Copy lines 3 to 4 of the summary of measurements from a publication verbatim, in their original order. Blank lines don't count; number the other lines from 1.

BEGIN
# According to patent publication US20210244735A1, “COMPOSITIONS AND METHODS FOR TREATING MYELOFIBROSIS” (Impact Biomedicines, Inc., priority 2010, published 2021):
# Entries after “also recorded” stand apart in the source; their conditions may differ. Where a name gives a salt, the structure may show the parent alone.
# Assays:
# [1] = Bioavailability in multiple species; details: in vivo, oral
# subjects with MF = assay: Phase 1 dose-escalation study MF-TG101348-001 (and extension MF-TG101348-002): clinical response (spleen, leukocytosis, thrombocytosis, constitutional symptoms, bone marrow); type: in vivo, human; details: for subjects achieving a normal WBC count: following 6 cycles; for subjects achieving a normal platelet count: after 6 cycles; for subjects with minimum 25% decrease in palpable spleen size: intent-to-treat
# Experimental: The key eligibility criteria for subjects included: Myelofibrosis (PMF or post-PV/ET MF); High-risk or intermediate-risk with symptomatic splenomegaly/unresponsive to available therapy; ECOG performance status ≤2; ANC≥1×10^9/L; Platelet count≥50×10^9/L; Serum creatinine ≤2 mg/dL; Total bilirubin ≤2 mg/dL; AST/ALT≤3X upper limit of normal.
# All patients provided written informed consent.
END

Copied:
# Assays:
# [1] = Bioavailability in multiple species; details: in vivo, oral